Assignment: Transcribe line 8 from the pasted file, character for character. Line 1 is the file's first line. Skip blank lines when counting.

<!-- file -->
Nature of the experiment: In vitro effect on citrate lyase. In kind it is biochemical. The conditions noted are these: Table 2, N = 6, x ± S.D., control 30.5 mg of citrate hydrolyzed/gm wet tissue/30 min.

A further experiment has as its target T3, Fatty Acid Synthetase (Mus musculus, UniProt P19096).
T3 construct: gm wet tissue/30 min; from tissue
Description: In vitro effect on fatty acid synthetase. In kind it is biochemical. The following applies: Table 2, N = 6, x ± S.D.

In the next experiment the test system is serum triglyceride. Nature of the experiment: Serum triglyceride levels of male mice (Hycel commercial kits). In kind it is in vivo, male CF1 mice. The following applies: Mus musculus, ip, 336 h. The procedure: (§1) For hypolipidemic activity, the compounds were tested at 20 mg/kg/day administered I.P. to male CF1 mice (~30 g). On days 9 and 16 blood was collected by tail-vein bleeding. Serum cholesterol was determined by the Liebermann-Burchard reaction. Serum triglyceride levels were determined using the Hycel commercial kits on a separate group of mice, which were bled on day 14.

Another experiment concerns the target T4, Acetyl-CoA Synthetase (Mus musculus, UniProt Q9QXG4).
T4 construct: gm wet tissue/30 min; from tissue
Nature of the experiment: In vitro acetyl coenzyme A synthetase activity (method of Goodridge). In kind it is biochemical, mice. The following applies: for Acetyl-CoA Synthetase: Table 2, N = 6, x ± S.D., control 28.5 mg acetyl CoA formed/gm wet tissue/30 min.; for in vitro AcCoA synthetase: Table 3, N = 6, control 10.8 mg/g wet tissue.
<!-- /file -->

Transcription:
Nature of the experiment: In vitro acetyl coenzyme A synthetase activity (method of Goodridge). In kind it is biochemical, mice. The following applies: for Acetyl-CoA Synthetase: Table 2, N = 6, x ± S.D., control 28.5 mg acetyl CoA formed/gm wet tissue/30 min.; for in vitro AcCoA synthetase: Table 3, N = 6, control 10.8 mg/g wet tissue.